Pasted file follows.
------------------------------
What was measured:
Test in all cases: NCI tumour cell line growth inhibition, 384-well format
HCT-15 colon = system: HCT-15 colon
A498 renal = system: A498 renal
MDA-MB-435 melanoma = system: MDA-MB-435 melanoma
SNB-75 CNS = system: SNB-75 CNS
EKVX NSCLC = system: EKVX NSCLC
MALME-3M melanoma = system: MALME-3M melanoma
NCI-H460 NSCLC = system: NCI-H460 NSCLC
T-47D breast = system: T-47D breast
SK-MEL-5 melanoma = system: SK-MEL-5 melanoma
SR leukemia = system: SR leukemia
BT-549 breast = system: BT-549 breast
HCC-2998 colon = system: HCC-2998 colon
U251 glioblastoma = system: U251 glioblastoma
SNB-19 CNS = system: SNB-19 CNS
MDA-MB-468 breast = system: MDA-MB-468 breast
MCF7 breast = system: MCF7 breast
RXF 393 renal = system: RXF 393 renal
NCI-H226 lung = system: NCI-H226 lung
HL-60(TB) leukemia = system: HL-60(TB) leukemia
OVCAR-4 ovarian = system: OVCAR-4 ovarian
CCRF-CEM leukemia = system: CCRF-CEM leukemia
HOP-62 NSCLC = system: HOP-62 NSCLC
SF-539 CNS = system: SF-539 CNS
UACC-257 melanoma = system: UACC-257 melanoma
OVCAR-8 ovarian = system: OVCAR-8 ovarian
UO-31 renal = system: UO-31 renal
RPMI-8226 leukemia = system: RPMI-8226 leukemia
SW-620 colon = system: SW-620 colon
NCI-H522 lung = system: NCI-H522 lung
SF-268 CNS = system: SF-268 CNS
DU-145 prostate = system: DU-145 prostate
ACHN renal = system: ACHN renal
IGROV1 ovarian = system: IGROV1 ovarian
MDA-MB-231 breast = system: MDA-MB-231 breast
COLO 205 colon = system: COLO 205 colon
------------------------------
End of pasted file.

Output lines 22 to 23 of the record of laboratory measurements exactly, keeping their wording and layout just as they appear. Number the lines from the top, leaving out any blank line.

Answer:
OVCAR-4 ovarian = system: OVCAR-4 ovarian
CCRF-CEM leukemia = system: CCRF-CEM leukemia